Lupoli to pay Haverhill $112K in mortgage arrears

TIM JEAN/Staff photoThe Haverhill Heights building being built in downtown Haverhill includes apartments, restaurants and a Northern Essex Community College culinary school.

The developer building the $30 million Haverhill Heights complex downtown has agreed to pay $112,666 he owes the city by the end of the month, after missing payments.

The overdue payments appear to have been caused by an invoice error that forced Mayor James Fiorentini to re-examine the city's collection processes.

City Economic Development Director William Pillsbury said developer Sal Lupoli called Pillsbury on Tuesday of last week to say the $112,666 payment for 2020 — originally due June 15, 2020 — will be paid in three installments starting last week. That will bring Lupoli's account up to date, after he sent in his 2019 payment for the same amount two weeks ago.

The Haverhill Heights project's financing came under scrutiny two weeks go when City Councilor Colin LePage realized Lupoli was behind two mortgage payments in annual installments on land he purchased from the city to build the 160 Merrimack St. complex. LePage said he originally emailed Fiorentini and other city officials about the issue June 26, but decided to go public with the information when he did not receive a response.

"I work for the taxpayers of Haverhill. I informed people two weeks earlier and never heard back," LePage said at last week's City Council meeting. "I'm not against this project by any means, but I want things to be done right."

LePage said he was prompted to look into the Haverhill Heights financing after an unrelated large commercial-residential development involving land owned by the city — the Ornsteen Heel project along the Merrimack River in Bradford — came before the council last month.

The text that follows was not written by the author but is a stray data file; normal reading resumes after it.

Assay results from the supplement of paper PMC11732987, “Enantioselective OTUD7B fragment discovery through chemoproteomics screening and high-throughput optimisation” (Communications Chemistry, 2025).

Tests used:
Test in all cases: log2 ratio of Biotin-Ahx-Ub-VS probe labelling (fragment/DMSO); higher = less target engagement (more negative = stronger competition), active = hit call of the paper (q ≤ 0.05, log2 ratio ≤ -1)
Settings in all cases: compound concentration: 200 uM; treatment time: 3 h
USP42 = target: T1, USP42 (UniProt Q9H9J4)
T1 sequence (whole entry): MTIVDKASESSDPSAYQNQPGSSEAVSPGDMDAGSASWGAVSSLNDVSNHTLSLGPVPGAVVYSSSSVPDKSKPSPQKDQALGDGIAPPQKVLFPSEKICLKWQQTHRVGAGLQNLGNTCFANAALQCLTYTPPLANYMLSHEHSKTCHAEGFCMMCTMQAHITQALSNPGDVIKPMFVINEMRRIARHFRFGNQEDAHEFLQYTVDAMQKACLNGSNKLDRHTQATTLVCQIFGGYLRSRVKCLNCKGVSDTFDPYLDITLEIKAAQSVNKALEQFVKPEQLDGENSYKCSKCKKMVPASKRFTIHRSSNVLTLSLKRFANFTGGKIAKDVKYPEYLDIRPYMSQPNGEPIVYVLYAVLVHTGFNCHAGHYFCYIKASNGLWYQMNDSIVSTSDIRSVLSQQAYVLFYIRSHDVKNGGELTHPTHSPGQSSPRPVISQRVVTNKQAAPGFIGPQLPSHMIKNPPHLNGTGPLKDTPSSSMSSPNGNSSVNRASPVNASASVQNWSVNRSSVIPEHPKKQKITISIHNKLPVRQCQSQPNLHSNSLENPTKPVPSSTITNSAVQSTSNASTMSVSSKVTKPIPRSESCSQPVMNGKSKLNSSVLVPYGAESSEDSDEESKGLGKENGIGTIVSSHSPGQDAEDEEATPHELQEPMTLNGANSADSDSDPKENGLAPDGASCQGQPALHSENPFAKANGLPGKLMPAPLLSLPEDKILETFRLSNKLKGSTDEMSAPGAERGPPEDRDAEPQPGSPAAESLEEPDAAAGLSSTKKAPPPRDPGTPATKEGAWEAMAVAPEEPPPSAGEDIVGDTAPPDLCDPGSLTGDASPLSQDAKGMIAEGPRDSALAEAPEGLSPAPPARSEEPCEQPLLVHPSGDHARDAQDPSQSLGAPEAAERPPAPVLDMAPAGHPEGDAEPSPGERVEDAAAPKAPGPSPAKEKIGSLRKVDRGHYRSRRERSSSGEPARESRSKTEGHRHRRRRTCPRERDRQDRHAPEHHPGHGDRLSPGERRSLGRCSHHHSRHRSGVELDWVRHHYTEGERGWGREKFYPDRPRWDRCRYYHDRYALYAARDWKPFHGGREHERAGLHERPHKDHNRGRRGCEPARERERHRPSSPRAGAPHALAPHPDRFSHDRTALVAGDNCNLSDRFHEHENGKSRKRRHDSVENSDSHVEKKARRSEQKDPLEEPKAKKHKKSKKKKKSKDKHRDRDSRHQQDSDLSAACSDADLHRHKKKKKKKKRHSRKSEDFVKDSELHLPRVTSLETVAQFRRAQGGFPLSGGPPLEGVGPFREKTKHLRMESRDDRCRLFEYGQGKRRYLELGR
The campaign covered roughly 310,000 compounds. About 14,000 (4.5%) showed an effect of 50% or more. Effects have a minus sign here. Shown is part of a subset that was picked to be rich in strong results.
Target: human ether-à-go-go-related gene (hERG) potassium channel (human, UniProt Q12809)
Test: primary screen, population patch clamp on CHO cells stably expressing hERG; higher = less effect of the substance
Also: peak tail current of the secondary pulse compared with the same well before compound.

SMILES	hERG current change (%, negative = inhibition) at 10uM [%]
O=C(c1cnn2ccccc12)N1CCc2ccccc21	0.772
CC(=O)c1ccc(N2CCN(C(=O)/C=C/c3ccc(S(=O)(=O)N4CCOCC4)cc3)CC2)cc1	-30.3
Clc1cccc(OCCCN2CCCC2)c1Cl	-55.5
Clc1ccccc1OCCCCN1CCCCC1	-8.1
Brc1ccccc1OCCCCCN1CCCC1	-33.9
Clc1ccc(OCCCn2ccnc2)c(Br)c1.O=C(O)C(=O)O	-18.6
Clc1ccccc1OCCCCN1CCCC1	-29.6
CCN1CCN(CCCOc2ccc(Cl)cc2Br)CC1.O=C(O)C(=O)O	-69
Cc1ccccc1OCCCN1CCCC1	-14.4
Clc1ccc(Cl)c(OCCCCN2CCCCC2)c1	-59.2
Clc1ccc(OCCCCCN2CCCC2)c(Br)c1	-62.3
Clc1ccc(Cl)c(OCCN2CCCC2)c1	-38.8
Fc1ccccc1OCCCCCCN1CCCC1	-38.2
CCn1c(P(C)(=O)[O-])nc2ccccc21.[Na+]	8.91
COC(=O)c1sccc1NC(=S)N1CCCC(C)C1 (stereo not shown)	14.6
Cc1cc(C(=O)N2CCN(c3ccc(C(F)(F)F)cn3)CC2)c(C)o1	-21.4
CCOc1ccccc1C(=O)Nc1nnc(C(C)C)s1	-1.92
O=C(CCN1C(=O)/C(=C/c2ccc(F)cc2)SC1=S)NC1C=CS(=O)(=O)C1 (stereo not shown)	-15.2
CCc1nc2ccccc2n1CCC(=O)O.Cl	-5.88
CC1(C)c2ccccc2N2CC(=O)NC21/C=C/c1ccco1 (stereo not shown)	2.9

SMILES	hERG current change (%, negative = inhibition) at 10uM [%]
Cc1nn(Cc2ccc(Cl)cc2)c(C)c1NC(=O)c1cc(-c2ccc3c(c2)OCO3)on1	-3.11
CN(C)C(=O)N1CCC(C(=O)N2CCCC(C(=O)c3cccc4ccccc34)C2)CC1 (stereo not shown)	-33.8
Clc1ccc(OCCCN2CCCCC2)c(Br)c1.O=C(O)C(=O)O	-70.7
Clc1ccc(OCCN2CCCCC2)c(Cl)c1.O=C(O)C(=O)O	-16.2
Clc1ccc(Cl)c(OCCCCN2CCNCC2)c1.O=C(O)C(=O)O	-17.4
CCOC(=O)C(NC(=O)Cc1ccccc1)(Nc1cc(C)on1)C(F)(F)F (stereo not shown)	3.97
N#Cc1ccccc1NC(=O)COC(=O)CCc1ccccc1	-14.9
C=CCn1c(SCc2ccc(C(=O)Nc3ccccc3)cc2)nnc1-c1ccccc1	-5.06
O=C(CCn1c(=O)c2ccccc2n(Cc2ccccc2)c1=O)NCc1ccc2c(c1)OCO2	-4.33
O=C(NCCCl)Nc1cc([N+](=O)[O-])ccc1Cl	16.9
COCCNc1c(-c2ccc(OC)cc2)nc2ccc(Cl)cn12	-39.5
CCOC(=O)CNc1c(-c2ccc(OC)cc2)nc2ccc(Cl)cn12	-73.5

Shortly after that, LePage suggested on July 8 that Lupoli missed the two payments. Lupoli, however, told The Eagle-Tribune that he never received a payment invoice from the city.

"Perhaps it was a mistake on their part. Maybe we should have known the payment was due," said the developer, adding it was never his intention to miss payments.

At last week's City Council meeting, Fiorentini said there were "mistakes on both sides" and that the incident has allowed the city to tighten up their collection policies.

"We should have sent them an invoice. I'm the CEO of the city. I take full and complete responsibility for that," the mayor said. "On the other hand, this is a big company and frankly, we shouldn't have to send them an invoice. They know when the bill is due."

Fiorentini, said the city's current accounting system involves contracts being indexed and placed in a drawer. Now they'll be digitized and uploaded for residents' access. Residents will also be able to see that all contracts, including Lupoli's, will now pay a 5% late fee, as voted on by the council, the mayor said.

City Auditor Chuck Benevento is investigating if any other payments to the city are late, he said at last week's council meeting

Councilor Timothy Jordan praised LePage for raising the issue and the city for tightening up its collection policies. Jordan said he has heard from residents concerned Lupoli may have received special treatment during the payment process.

"If not for Councilor LePage for finding this, the money still may have been overdue," Jordan said. "There is a legitimate concern from residents (if) a person is getting special treatment that they're not. I'm glad to hear that if you're late, there's going to be interest due. That there's not going to be special treatment for a private developer versus a regular resident."

Eight of the nine councilors last week voted to have the council's Administration and Finance Committee review ways the council is kept up to date on contracts and payments to developers once agreements are signed. They also want to be made aware if and when contracts are revised, the group said.

Councilor Michael McGonagle abstained from the vote given his history as a downtown business owner, he said. Even though this matter was a procedural one, McGonagle said he has made it a practice to abstain from votes related to downtown projects like Haverhill Heights to avoid any appearances of a conflict of interest.

Councilor Joseph Bevilacqua was asked by Council President Melinda Barrett if he wished to abstain from the vote because his son works for Lupoli Companies, but Bevilacqua declined to do so and voted in the affirmative. According to Secretary of State William Galvin's office, Lupoli is also listed as the Chairman of the Board for Bevilacqua's Merrimack Valley Chamber of Commerce.


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